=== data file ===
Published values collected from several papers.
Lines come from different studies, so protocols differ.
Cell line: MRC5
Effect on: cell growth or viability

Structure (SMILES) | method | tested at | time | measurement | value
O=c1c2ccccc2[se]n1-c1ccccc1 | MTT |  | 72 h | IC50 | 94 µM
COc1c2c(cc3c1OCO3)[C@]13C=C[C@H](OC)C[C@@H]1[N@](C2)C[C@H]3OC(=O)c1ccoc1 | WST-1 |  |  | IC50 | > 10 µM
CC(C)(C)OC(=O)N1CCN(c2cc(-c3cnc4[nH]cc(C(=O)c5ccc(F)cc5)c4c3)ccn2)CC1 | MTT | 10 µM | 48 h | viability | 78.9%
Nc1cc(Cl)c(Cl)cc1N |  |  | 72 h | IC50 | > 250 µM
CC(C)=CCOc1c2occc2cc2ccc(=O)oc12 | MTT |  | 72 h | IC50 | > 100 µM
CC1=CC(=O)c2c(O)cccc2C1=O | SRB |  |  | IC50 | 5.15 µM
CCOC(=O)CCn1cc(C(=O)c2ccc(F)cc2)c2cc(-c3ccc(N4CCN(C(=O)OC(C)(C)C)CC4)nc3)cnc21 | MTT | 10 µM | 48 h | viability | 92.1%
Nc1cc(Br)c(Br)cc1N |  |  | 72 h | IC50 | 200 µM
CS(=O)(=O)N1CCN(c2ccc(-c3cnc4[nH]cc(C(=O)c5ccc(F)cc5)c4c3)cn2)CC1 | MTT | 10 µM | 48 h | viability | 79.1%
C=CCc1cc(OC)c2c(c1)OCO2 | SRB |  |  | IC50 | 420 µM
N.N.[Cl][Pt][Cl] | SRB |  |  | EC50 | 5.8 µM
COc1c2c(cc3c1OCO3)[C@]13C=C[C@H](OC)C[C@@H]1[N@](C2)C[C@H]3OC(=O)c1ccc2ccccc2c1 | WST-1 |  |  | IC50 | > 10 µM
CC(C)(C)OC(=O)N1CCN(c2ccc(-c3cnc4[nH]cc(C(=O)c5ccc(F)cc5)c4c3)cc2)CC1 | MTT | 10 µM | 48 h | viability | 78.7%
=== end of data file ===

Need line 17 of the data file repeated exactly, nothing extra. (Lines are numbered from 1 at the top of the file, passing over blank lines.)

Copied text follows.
COc1c2c(cc3c1OCO3)[C@]13C=C[C@H](OC)C[C@@H]1[N@](C2)C[C@H]3OC(=O)c1ccc2ccccc2c1 | WST-1 |  |  | IC50 | > 10 µM